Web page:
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Vegetables

Vegetable Garden

Growing vegetables ~ 8 tips to stop you giving up!

September 8, 2012

Growing food is more than just saving money, eating healthier or learning a new skill, it goes deeper. Sowing a seed, watching it burst through its shell, push its way through the compost, grow leaves, a stem, then flower and seed – you’re not only watching the cycle of life, but watching life that you’ve taken part in creating.

 “I used to visit and revisit it a dozen times a day, and stand in deep contemplation over my vegetable progeny with a love that nobody could share or conceive of who had never taken part in the process of creation. It was one of the most bewitching sights in the world to observe a hill of beans thrusting aside the soil, or a rose of early peas just peeping forth sufficiently to trace a line of delicate green.” ~ Nathaniel Hawthorne

However (there’s always one of those isn’t there), growing your own vegetables doesn’t come without its challenges. It can at times be time-consuming, physically difficult, disappointing and frustrating. But please don’t let that put you off – if we didn’t experience a bit of pain we wouldn’t appreciate the many pleasures! So what can you do to minimise the effort so that you too can enjoy this beguiling pastime that many of us are so passionate about?

1. Don’t take on too much

The Greenside Up GardenReally, this is THE NUMBER ONE RULE. If I’ve learnt anything at all it’s how stressful a large vegetable plot can be if you’re short of time. Due to Mr Gs work commitments I’ve pretty much had to tend to the garden entirely on my own this year. Looking after ten vegetable beds, three fruit beds and a polytunnel is no joke if you’re working and/or raising a family, and then you have to harvest, wash, prepare and cook or freeze all the produce! So start small and see how you get on.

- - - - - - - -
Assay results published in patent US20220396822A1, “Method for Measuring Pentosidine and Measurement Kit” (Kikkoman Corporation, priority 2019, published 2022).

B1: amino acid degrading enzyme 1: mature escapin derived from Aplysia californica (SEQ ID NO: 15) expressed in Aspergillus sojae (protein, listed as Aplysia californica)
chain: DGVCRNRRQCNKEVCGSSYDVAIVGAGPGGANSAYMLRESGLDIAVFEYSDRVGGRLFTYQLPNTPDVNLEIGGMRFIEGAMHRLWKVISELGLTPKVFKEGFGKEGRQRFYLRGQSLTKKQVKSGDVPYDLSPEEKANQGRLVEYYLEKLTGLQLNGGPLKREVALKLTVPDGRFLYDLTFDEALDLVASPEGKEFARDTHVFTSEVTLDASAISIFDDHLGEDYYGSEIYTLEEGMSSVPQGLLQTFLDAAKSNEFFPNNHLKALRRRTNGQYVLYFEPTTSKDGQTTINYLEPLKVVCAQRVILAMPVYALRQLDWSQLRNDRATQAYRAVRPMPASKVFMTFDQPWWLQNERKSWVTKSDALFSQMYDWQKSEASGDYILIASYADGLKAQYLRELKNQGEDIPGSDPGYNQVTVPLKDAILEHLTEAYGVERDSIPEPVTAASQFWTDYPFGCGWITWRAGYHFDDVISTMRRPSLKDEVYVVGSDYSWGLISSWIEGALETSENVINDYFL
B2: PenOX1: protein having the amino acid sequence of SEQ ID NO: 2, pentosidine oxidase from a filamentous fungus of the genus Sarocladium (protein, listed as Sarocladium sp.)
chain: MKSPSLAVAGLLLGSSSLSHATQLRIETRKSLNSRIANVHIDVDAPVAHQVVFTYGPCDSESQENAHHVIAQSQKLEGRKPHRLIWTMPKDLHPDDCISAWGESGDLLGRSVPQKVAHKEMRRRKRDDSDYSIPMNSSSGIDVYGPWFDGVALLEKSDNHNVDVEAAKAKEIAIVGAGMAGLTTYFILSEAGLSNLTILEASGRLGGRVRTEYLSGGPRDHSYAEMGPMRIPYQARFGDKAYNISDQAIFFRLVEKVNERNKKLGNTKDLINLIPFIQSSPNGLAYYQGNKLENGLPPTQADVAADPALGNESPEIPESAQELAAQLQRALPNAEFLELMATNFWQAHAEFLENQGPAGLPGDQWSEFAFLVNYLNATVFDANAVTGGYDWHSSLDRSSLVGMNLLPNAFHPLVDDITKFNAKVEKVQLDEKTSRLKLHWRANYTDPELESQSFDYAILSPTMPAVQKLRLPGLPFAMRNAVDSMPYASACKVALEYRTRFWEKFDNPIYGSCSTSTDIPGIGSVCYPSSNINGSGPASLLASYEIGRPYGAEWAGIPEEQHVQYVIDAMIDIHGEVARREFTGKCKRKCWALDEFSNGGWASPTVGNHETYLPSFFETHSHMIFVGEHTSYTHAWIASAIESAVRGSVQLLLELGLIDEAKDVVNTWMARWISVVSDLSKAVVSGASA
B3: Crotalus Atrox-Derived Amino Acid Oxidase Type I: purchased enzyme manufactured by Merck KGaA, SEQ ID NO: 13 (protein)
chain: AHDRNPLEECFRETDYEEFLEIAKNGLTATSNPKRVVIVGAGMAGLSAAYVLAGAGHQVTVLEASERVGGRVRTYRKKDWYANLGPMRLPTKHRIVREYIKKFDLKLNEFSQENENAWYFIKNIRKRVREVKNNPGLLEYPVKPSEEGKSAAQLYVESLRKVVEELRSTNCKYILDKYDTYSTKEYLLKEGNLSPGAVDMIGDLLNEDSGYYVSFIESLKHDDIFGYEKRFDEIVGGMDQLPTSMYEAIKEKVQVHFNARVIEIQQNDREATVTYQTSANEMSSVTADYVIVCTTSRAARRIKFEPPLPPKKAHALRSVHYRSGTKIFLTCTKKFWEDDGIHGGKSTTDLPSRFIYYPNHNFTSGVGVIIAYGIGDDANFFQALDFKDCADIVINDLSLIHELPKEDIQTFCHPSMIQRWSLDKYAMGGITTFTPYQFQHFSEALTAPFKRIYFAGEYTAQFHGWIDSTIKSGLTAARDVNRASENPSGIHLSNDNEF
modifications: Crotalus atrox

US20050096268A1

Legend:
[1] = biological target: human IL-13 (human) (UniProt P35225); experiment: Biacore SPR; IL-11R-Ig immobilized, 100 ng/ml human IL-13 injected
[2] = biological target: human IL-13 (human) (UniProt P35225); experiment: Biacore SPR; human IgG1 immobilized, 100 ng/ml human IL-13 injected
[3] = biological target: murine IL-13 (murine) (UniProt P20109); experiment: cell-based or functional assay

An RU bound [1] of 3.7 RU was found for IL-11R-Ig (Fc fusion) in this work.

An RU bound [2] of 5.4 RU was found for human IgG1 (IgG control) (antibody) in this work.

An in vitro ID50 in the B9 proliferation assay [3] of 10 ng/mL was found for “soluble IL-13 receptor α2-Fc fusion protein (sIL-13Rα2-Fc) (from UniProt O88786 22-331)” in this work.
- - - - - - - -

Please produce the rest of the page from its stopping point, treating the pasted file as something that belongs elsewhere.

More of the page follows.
2. Install raised beds

This is slightly contentious as it’s not the cheapest way of starting out and why bother if you have good soil, but…. raised beds are low maintenance and much easier to manage. No grassy weeds finding their way into your beds.

3. Install high raised beds

If you suffer with any sort of mobility problems – back, shoulders, knees – consider installing or building waist-high raised beds. I’ve just harvested a bed of (forgotten) potatoes and even with the help from smallies picking the spuds out of the soil, my back is screaming at me, so much so I’m seriously contemplating not planting them next year. High raised beds are a pleasure to work at – you wouldn’t even know you’ve been gardening!

Raised Vegetable Bed

4. Choose ‘easy’ vegetables

Onions, garlic or shallots, peas or beans, Swiss chard, kale, courgettes, herbs and strawberries are great for starters. Once you’ve got the hang of those, experiment with different varieties.

Easy Vegetables to Grow

5. Books